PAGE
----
Eye For Film >> Movies >> Lucky (2020) Film Review
Reviewed by: Jennie Kermode
"There's a man outside," May (Brea Grant) whispers urgently to her husband.
"Oh," he responds. "That'll be the man who comes every night to try and kill us."
Lucky lays its cards on the table right at the start. If you think you've seen all there is to see in terms of horror films where men randomly attack women, think again. Natasha Kermani takes the language of the slasher film and uses it for her own purposes in a film whose playful moments will amuse and delight fans of traditional horror before they give way to something much, much darker.
What would you do if a man came to your house every night and tried to kill you? The police, when summoned, immediately take a look at May's injuries and suspect she's trying to cover up after a domestic violence incident. When they ask "Does your husband know this man?" she feels too embarrassed to repeat what he said to her. Later, when she tries to explain, her words sound absurd even to her.
She can fight, of course. Horror moved a lot faster than other genres in cottoning on to the fact that women are not shrinking violets incapable of defending themselves. But if you're reading this review, you're probably familiar enough with how horror movies work to understand that even extreme violence is no guarantee against a sequel.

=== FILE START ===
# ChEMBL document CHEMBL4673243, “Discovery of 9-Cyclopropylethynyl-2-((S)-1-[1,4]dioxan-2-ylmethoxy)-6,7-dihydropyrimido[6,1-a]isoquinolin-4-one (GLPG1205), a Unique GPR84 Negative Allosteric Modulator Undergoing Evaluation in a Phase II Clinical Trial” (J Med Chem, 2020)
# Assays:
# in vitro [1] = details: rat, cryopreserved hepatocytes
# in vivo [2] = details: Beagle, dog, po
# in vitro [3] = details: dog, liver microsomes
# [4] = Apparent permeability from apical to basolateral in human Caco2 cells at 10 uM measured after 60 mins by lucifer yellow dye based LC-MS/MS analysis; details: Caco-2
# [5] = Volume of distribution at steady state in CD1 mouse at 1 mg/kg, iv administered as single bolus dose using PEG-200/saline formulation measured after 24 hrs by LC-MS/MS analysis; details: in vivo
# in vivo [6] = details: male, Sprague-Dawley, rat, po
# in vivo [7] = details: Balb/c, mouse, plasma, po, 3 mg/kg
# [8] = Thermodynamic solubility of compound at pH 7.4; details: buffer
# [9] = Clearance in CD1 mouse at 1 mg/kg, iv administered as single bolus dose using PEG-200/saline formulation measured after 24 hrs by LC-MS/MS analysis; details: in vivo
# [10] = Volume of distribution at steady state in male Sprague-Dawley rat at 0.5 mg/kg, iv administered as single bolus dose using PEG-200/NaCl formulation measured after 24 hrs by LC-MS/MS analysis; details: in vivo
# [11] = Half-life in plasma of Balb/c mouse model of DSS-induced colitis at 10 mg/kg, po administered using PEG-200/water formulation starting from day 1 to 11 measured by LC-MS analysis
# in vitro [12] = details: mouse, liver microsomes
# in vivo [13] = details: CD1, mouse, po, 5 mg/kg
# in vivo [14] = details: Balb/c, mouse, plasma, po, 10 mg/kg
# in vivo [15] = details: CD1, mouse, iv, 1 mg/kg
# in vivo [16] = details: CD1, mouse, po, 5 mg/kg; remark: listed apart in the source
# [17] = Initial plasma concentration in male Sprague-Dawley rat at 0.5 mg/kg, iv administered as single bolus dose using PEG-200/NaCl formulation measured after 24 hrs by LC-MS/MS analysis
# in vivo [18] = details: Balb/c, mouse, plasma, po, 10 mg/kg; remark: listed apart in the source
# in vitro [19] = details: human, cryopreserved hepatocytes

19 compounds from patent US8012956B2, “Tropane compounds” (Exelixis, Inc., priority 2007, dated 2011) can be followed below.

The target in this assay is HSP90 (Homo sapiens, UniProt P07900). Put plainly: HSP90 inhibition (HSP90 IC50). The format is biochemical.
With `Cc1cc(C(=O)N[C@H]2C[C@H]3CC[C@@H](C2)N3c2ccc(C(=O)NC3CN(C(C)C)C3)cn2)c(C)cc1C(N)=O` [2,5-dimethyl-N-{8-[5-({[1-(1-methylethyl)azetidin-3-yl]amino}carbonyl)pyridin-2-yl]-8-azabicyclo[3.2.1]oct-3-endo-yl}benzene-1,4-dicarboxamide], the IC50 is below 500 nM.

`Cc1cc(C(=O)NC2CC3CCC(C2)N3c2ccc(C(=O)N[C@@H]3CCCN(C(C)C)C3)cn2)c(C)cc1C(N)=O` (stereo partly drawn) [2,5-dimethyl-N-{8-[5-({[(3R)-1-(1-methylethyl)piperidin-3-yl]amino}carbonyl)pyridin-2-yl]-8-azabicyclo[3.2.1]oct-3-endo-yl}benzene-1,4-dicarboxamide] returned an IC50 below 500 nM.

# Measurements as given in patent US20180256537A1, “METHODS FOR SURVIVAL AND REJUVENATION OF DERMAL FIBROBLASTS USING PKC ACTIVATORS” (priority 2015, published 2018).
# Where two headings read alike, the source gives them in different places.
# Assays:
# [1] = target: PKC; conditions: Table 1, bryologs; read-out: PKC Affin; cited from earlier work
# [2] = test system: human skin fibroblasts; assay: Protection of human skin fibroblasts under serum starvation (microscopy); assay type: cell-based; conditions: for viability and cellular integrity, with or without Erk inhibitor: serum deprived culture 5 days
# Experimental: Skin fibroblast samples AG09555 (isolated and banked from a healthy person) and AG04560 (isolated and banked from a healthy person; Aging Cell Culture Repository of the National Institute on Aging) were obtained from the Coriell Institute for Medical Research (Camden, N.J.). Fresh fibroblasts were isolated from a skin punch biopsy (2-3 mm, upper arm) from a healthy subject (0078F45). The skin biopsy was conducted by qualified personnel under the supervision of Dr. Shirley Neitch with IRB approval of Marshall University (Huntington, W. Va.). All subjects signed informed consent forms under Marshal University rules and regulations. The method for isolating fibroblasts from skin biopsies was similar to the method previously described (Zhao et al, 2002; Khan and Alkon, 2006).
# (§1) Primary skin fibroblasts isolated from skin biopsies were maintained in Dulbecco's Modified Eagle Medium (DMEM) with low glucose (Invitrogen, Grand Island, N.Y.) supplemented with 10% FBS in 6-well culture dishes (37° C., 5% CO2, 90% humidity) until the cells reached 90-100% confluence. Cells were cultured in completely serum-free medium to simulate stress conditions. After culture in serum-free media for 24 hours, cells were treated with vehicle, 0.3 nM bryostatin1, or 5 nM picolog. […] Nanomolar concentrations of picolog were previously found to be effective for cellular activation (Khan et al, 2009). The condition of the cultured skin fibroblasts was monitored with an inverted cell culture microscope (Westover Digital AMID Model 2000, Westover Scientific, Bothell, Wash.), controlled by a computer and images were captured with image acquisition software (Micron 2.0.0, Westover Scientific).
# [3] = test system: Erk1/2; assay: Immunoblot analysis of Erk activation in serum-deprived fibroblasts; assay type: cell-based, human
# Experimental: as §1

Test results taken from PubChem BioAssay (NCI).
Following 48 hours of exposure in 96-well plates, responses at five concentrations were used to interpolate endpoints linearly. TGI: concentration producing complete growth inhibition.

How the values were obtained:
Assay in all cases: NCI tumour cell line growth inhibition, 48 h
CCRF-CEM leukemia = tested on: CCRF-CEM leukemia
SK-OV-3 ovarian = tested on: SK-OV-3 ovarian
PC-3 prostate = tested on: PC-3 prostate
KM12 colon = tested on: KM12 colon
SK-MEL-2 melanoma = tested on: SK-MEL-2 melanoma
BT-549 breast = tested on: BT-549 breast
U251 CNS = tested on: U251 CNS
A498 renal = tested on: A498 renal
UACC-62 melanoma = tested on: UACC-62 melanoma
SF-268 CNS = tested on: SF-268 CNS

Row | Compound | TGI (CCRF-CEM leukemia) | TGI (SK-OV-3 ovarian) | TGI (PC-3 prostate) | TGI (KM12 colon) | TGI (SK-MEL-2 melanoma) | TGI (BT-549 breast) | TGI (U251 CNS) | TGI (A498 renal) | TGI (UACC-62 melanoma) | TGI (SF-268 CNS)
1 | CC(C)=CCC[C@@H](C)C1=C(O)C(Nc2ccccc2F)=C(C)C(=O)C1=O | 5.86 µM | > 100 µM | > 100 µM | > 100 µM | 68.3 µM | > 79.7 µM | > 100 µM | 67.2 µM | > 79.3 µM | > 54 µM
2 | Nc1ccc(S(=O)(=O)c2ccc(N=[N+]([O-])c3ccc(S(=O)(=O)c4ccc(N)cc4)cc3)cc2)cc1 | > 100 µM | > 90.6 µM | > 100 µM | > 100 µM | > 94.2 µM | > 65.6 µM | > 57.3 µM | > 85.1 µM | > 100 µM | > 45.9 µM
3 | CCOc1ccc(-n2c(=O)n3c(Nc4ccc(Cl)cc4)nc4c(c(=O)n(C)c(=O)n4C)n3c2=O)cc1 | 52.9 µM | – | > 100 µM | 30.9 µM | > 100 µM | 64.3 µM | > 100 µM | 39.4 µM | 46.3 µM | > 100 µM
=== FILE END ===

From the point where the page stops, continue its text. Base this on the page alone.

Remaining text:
Ultimately opening out into a much broader and more challenging dialogue, Lucky (the title refers primarily to the way women are often told they should feel when they survive violent assault) uses its surreal concept to ask questions about a real world which is really far stranger. Though shot on a low budget, it's handsomely produced, and Kermani shows the same gift for visual storytelling that made her 2017 film Imitation Girl stand out. Grant, who wrote the script as well as starring, submits completely to the logic of the role even as her character grows increasingly outraged by the absurdity of it all.
Perhaps she could get used to fighting every night, but she's beginning to take cumulative damage. Perhaps she could move away, but it might not be enough, and besides, why should she? It's her home, her life he's invading. But no matter how well she defends her life, he only has to get lucky once for it all to be over.
A smart, savvy film which never lets itself be overwhelmed by the deep emotion underneath the surface, this was a strong addition to the Fantasia 2020 line-up. It's a film that may be light on plot but that has a heavy impact.Reviewed on: 26 Aug 2020
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